Digest of Belarusian Analytics: The Logic of Non-Violence
Over the last weeks scholars in Belarus focused primarily on the new forms of street protests, their potential and implications. The fresh public opinion polls demonstrate growing dissatisfaction of Belarusians with the economic crises and how the authorities cope with it. A recent paper also analyzed Poland's efforts to facilitate democratization of Belarus.
The logic of non-violence. Belarusian social researcher Irina Solomatina considers that silent actions are a manifestation of a new type of community that does not fit into the framework of state ideology. An important cornerstone of the Belarusian official ideology is glorification of the Soviet vision of the Second World War, where Belarusians and Russians stood against aggression from the West. The authorities use various public rituals to entrench Soviet values of obedience and deliberately ignore massive repressions and economic stagnation which characterized the Soviet period.
On the other hand, security services violently punish any expression of other values with a particular emphasis on collective actions. The authorities regard the seemingly meaningless act of clapping as a serious challenge. Solomatina predicts development of new forms of non-violent communication of disagreement with the values imposed by the authorities.
Silent revolution in people's minds. Gomel politician Pyotr Kuznetsov believes that authorities were able to bring down the dynamics of "silent protests". However Kuznetsov is confident that the revolutions in people’s minds and in the relations between the government and people havealready taken place.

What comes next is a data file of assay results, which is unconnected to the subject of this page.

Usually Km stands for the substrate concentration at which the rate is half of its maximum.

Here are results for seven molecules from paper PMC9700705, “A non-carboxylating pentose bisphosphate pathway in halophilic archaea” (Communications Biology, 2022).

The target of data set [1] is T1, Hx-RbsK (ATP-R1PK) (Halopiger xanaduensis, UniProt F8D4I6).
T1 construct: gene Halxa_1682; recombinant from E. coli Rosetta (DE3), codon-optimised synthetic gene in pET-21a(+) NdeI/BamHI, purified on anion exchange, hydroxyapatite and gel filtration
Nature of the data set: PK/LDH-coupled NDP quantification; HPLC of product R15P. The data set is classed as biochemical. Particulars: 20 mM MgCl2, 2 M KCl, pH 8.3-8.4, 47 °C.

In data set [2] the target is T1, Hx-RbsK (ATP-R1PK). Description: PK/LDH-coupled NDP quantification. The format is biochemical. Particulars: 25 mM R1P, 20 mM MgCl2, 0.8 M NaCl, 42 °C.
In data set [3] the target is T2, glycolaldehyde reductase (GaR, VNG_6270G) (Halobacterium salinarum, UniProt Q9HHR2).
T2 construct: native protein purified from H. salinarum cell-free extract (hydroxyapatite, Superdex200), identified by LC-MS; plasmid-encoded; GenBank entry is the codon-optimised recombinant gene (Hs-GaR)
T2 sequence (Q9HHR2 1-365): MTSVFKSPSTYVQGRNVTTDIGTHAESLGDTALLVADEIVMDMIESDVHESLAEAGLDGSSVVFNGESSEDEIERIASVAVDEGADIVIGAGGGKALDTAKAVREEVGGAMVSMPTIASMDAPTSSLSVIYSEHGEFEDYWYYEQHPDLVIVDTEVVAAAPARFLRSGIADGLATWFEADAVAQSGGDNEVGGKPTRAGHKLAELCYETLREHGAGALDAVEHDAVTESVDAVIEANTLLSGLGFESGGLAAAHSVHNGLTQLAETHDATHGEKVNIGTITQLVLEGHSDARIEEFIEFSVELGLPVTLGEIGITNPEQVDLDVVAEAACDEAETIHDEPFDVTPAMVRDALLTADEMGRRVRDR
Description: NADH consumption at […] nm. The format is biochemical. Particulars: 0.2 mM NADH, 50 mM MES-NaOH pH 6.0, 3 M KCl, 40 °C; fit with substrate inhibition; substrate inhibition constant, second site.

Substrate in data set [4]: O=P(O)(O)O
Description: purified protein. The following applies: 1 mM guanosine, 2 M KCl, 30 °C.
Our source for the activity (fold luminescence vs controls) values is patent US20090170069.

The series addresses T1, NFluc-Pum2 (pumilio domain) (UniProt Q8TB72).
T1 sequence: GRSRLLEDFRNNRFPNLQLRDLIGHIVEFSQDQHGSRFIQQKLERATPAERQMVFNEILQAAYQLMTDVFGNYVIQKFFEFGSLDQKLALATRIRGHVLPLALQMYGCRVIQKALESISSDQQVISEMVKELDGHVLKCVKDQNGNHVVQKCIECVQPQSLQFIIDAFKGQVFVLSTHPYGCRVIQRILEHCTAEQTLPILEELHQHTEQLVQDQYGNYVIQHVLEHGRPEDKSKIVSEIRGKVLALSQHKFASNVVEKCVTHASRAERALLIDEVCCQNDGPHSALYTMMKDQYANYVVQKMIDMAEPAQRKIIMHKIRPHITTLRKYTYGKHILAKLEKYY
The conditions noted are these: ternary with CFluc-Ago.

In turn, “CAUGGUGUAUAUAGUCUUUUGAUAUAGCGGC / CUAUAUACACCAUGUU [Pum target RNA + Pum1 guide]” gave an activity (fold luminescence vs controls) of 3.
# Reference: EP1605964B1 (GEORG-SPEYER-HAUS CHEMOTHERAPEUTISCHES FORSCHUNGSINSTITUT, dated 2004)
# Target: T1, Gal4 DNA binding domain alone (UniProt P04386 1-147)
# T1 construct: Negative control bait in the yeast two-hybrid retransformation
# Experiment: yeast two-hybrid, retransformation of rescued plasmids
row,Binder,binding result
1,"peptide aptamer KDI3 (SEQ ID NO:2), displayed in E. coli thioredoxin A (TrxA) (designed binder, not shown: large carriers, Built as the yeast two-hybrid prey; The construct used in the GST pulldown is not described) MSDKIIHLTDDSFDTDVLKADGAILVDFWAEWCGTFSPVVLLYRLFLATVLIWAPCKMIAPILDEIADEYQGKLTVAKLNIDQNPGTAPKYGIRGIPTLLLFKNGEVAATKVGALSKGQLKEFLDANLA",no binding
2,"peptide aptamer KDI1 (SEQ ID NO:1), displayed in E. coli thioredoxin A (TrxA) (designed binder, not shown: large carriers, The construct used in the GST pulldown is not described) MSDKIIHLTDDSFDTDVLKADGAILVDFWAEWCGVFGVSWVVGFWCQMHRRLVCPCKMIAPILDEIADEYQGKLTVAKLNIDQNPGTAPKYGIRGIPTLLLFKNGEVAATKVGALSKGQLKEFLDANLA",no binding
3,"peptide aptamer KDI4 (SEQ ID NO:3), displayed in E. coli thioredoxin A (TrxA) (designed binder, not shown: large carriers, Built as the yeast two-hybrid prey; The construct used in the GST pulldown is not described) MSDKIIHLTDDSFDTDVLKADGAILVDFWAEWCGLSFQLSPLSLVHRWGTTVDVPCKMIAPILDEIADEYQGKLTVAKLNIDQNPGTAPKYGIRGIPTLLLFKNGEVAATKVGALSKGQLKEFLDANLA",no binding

Can nonviolent methods of protest bring a victory to the Belarusian opposition? Russian Radio Liberty talks with Belarusian experts on the effectiveness of the methods of protest, currently going on in Belarus. Journalist Yuri Drakakhrust draws attention to the important fact that the actions cover not only the capital and also the rest of the country. Pavel Sheremet predicts strong protests of opposition in autumn-winter, before the parliamentary elections, when the economic crisis will become more apparent. Yuri Chavusau, a political analyst, says that government repression can intimidate the participants of the actions, but the demand for a protest in society will remain and could explode at any place at plants, factories, or at border crossings.
Why the political parties do not rebel? Political scientist Yuri Chavusau explains why Belarusian political parties do not participate in street protests. According to his observation, the most efficient and capable parties are “now engaged in internal audit of scarce resources, defining the position in relation to socio-economic crisis, addressing the issue of coalition building up to the upcoming parliamentary elections, or, simply, licking their wounds after a very hard political season 2010”.
Belarusians want reform, not revolution. BISS (Belarusian Institute for Strategic Studies) prepared a briefing paper on the basis of an opinion poll conducted by IISEPS on May 20, 2011. BISS draws attention to the growing number of supporters of market reforms (67%) and high levels of anxiety at the possibility of new terror attacks (70%). Comparative analysis of the data also shows an increasing number of respondents who believe that "go on living like that we can not". However, the number of respondents willing to take part in active protests has not increased. According to the BISS, these results indicate that the Belarusians are ready for reforms, but will not use the revolutionary methods. The paper is launching a new series of BISS regular publications, based on data from the independent opinion research centers.